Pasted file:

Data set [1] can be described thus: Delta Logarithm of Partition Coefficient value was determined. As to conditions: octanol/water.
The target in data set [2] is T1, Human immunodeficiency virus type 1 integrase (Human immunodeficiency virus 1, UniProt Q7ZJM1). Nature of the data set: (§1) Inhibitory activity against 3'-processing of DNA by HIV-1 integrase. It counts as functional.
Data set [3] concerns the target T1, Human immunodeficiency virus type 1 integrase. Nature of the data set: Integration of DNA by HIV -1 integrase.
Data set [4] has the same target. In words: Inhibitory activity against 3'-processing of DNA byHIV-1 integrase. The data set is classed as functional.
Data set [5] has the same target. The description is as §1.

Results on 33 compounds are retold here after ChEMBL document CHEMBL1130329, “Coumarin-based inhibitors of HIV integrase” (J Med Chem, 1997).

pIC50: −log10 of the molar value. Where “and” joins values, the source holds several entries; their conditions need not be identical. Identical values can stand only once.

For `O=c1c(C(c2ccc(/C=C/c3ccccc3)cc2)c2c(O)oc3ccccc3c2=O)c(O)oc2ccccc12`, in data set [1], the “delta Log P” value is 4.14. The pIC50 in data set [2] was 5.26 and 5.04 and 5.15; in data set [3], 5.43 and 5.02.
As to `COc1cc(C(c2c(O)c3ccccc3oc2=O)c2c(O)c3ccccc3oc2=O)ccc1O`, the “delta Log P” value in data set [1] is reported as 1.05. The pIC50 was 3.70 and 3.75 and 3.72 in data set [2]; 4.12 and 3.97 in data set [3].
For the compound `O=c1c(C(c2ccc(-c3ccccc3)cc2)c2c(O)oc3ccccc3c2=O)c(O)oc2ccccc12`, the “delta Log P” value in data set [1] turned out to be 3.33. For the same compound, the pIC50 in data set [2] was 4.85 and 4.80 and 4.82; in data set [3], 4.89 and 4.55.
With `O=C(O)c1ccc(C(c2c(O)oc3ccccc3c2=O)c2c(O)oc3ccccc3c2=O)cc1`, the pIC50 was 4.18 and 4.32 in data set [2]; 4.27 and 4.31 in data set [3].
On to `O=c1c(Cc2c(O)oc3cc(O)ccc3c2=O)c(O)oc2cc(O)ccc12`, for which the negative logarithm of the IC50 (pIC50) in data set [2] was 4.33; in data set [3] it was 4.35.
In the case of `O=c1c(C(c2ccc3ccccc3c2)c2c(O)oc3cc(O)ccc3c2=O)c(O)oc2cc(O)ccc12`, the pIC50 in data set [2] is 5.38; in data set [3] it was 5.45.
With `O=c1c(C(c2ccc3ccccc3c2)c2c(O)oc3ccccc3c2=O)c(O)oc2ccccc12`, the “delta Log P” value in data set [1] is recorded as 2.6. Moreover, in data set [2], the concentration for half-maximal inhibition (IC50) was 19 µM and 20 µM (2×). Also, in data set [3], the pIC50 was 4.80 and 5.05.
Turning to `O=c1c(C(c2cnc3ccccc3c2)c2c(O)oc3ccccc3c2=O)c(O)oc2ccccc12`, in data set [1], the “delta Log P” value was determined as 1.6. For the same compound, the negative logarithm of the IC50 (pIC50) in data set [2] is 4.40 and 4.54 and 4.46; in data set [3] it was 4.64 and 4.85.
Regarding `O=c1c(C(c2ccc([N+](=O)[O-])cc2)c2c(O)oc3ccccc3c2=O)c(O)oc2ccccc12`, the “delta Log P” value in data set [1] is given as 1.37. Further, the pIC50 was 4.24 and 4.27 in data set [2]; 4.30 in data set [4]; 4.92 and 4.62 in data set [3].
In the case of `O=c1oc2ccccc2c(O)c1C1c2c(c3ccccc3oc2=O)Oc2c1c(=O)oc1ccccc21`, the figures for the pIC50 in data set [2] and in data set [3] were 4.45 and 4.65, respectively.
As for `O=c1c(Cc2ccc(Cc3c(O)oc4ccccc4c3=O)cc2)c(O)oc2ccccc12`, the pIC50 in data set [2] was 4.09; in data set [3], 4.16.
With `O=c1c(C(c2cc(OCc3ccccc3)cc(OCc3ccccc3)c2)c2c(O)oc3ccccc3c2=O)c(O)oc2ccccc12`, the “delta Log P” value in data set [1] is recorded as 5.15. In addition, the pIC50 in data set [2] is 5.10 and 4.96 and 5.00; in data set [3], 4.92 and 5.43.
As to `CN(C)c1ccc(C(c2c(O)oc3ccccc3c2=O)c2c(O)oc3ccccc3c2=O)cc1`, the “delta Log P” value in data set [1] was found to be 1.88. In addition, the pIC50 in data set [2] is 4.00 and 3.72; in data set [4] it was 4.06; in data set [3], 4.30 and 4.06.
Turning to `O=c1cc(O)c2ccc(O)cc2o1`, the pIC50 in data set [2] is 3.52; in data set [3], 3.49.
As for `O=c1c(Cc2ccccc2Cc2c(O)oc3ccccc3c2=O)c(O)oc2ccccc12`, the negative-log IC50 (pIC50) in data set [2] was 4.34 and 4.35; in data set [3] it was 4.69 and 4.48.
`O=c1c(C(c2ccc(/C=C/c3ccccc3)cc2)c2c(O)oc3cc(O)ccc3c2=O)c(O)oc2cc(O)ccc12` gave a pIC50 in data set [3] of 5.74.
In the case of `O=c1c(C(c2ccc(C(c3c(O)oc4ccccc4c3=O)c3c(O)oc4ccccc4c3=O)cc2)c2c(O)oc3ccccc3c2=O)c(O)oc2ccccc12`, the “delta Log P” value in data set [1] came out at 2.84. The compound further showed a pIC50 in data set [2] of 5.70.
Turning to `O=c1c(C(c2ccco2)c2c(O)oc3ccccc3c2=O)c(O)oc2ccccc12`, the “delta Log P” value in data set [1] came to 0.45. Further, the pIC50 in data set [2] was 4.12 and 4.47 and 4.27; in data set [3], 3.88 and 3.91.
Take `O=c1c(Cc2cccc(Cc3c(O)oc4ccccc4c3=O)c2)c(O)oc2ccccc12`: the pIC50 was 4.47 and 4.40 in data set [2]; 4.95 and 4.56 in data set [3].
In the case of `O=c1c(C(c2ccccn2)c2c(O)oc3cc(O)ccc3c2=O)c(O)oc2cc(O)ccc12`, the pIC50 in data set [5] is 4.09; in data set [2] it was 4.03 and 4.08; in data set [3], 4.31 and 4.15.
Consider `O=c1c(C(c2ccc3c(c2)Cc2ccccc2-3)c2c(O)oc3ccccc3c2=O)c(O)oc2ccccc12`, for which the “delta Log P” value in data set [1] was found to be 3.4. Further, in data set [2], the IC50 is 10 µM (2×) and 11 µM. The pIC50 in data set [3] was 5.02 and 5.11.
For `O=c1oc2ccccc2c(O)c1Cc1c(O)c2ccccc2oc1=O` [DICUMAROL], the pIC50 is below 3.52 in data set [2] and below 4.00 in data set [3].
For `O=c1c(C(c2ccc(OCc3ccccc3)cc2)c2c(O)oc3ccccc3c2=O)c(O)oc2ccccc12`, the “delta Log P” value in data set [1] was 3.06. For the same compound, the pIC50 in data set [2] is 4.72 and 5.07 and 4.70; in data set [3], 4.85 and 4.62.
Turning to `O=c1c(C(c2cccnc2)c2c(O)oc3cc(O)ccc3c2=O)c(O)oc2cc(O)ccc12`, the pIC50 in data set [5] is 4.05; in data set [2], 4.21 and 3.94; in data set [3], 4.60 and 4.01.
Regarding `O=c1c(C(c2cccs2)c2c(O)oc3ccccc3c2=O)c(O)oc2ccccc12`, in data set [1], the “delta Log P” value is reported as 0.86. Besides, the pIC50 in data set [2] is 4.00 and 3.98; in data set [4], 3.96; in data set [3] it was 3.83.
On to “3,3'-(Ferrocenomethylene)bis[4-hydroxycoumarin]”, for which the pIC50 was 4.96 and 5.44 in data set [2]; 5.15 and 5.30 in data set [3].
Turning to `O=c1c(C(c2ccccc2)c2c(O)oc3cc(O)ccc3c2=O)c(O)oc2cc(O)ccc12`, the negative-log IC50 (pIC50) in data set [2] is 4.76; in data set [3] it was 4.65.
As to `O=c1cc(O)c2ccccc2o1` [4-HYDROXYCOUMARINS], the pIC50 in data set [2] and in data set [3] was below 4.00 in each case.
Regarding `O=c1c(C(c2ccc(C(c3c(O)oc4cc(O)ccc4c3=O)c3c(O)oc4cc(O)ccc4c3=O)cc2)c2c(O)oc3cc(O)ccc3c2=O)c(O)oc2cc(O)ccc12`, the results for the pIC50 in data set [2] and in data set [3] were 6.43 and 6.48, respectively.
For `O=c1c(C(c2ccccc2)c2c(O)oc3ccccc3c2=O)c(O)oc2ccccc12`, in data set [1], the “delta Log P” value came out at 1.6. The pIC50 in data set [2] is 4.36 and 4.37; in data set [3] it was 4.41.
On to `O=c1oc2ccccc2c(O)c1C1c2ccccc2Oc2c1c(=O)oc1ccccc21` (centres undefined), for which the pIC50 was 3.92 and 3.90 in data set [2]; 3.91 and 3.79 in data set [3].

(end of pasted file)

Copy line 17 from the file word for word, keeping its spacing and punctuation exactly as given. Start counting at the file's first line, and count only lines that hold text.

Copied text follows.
In the case of `O=c1oc2ccccc2c(O)c1C1c2c(c3ccccc3oc2=O)Oc2c1c(=O)oc1ccccc21`, the figures for the pIC50 in data set [2] and in data set [3] were 4.45 and 4.65, respectively.